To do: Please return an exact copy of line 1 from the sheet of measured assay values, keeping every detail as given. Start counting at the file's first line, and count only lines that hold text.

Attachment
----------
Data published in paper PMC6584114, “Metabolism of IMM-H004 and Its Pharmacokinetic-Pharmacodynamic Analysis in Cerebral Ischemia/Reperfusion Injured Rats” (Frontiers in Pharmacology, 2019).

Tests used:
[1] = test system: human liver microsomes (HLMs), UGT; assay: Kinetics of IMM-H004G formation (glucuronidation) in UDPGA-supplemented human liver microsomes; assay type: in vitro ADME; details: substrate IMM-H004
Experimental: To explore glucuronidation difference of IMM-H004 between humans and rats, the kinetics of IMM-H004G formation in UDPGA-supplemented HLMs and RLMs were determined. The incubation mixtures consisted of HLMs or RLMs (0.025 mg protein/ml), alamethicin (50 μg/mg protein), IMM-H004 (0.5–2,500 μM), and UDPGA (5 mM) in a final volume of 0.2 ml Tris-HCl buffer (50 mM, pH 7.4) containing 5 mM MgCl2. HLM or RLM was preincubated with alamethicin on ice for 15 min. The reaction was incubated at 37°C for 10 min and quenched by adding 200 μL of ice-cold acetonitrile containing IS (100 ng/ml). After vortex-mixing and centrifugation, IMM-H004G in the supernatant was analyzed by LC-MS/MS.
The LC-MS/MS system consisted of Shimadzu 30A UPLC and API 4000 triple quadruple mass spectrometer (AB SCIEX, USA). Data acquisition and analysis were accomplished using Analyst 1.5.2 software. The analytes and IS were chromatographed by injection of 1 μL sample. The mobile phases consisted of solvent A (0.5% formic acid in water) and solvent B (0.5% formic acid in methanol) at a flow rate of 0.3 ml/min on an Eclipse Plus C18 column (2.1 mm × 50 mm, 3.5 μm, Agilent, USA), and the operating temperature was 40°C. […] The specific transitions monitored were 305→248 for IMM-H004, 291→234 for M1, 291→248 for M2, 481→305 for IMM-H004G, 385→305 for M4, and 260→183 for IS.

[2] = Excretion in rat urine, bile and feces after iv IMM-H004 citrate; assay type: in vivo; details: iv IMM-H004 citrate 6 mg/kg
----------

Data published in paper PMC6584114, “Metabolism of IMM-H004 and Its Pharmacokinetic-Pharmacodynamic Analysis in Cerebral Ischemia/Reperfusion Injured Rats” (Frontiers in Pharmacology, 2019).